How theoretical condensed matter physics developed in Rome

Mar 10, 2014

Italian physicist Carlo Di Castro, professor emeritus at the University of Rome Sapienza, Italy, shares his recollections of how theoretical condensed matter physics developed in Rome, starting in the 1960s. Luisa Bonolis, a researcher at the Max Planck Institute for the History of Science in Berlin, Germany, invited Di Castro to reflect upon his research career, which he did in an interview published in European Physical Journal H.

In this unique document, Di Castro talks about his upbringing during the second World War. He also explains how this childhood experience later influenced his philosophy, which he aptly summarises as follows: "the fear of the unknown must be overcome through knowledge and reason." Ultimately, this approach guided the career choices that led him to become a physicist.

In this interview, Di Castro covers his research focus over the years, ranging from the phenomenology of superfluid helium and superconductors, renormalisation groups applied to critical phenomena and quantum systems, strongly correlated electron systems, and .

He also discusses fundamental problems in , such as the derivation of scaling, the metal-insulator transition and the interaction effects on disordered electron systems beyond the Anderson localisation, as well as the existence of heterogeneous states in cuprates.

Di Castro gives a unique, personal account of the evolution of these research fields since the 1960s. He relates the encounters he had with those who would go on to become the next generation of condensed matter physicists and explains his involvement in setting up the 'Rome Group', an authority in his field, together with Claudio Castellani.

He concludes by sharing his experiences working on research policy, and by relating his disappointment with the deterioration of the research system due to the political and economic crisis affecting Italy.

Explore further: What's fair?: New theory on income inequality

More information: C. Di Castro and L. Bonolis (2013), "Personal remembrances of the beginnings of theoretical condensed matter physics in Rome," European Physical Journal H, DOI: 10.1140/epjh/e2013-40043-5.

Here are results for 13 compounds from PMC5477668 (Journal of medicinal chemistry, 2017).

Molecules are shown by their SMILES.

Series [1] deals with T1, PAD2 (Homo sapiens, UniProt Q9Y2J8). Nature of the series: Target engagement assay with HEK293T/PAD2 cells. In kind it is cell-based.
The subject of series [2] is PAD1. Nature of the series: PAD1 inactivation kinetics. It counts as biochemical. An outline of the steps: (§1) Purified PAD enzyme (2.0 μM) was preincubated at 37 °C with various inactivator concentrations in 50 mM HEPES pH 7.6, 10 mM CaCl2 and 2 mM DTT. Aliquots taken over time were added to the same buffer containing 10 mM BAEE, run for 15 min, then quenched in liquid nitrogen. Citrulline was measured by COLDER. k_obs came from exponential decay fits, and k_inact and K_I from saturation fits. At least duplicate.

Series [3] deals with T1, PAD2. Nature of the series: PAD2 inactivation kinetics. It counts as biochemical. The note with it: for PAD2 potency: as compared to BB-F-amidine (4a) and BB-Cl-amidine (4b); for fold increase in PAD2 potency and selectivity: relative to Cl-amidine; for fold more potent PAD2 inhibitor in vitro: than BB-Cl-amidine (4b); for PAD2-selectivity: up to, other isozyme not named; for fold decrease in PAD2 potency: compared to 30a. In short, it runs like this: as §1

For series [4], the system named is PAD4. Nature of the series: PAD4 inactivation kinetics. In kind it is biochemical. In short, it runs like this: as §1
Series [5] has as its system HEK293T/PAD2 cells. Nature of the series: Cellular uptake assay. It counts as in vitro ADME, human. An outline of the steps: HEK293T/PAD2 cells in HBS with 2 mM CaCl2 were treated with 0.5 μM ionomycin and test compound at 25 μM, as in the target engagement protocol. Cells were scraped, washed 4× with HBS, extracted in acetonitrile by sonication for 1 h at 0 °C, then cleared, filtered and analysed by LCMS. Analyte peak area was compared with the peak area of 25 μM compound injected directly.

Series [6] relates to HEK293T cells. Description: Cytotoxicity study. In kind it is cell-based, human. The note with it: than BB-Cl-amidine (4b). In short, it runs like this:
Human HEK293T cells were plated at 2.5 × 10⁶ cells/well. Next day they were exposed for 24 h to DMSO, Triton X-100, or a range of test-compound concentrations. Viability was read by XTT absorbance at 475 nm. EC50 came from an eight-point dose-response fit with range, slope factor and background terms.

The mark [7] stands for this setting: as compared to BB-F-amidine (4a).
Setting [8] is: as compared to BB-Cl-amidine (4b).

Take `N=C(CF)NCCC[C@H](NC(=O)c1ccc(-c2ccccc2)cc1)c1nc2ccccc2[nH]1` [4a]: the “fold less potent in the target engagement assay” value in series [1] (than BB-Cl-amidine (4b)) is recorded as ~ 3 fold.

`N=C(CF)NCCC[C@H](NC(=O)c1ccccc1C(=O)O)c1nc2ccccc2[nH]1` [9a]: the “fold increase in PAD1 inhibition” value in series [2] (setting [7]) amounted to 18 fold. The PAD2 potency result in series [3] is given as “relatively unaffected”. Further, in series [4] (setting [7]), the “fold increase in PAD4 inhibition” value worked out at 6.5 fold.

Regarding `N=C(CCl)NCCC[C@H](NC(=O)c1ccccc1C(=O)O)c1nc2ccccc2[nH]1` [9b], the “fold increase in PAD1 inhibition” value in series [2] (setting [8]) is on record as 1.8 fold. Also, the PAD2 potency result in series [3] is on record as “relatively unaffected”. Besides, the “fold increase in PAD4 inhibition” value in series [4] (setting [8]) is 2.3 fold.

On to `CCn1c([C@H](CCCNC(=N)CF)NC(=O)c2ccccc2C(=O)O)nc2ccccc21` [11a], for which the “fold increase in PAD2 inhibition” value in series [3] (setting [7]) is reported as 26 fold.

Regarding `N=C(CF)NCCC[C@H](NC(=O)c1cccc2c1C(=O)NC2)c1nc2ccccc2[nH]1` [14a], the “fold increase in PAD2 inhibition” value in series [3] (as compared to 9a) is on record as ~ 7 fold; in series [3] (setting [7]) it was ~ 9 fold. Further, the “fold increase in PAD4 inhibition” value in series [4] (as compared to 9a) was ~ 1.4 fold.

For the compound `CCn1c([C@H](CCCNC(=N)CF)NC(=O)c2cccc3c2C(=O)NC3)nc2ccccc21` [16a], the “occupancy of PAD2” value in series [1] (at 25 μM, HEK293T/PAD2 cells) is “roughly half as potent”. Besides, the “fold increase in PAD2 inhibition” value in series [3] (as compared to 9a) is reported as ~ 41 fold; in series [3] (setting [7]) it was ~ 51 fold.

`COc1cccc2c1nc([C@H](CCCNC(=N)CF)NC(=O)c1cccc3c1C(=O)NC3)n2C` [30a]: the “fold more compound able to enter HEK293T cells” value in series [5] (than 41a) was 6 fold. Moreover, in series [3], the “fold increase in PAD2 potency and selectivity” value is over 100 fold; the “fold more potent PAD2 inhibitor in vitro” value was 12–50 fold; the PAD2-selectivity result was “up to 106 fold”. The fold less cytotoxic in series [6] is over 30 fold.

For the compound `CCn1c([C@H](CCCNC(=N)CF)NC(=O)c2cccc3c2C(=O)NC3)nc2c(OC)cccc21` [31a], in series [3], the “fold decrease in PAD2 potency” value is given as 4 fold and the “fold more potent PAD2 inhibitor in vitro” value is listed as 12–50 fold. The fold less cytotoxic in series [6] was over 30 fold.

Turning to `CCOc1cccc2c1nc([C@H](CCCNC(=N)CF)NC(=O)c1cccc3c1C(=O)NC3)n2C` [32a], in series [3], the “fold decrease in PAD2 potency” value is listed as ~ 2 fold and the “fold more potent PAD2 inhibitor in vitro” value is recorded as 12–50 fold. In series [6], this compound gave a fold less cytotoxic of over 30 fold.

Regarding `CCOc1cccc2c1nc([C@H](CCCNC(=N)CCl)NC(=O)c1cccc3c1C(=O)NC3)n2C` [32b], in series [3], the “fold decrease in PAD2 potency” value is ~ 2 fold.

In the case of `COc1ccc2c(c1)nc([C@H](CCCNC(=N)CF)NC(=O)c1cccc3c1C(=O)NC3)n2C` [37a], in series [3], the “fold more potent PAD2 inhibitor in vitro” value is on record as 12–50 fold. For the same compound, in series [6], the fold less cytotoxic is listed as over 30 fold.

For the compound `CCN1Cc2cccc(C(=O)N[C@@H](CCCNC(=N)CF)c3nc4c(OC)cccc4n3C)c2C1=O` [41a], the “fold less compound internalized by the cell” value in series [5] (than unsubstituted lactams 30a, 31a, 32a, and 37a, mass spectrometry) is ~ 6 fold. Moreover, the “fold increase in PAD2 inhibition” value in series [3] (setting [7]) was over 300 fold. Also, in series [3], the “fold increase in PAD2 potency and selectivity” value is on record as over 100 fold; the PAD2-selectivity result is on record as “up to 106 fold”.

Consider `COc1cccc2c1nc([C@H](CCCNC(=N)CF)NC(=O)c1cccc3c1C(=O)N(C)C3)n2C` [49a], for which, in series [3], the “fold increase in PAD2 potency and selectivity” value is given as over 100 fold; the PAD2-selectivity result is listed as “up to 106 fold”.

Related Stories

Exotic quantum states: A new research approach

Oct 03, 2011

(PhysOrg.com) -- Theoretical physicists of the University of Innsbruck have formulated a new concept to engineer exotic, so-called topological states of matter in quantum mechanical many-body systems. They ...

Describing particle coupling in condensed matter

Jun 22, 2012

The seemingly countless recent discoveries and predictions of particle physics are spurred by increasingly sophisticated mathematical theories and predictions. European researchers made important contributions ...

Iron age of high-temperature superconductivity

Dec 18, 2013

An international collaboration including Russian physicists from Moscow, Chernogolovka and Yekaterinburg have studied one member of the recently discovered family of superconductors based on iron compounds and find this exotic ...

New physics theory prize names first recipient

Sep 11, 2009

Pioneering theorist and Nobel laureate Philip W. Anderson has been named the first recipient of the Richard E. Prange Prize and Lectureship in Condensed Matter Theory and Related Areas. Anderson will receive a $10,000 honorarium ...

Recommended for you

What's fair?: New theory on income inequality

3 hours ago

The increasing inequality in income and wealth in recent years, together with excessive pay packages of CEOs in the U.S. and abroad, is of growing concern, especially to policy makers. Income inequality was ...

Scientists one step closer to mimicking gamma-ray bursts

9 hours ago

Using ever more energetic lasers, Lawrence Livermore researchers have produced a record high number of electron-positron pairs, opening exciting opportunities to study extreme astrophysical processes, such ...

On-demand X-rays at synchrotron light sources

May 26, 2015

Consumers are now in the era of "on-demand" entertainment, in which they have access to the books, music and movies they want thanks to the internet. Likewise, scientists who use synchrotron light sources ...

User comments : 0

Please sign in to add a comment. Registration is free, and takes less than a minute. Read more

Click here to reset your password.
Sign in to get notified via email when new comments are made.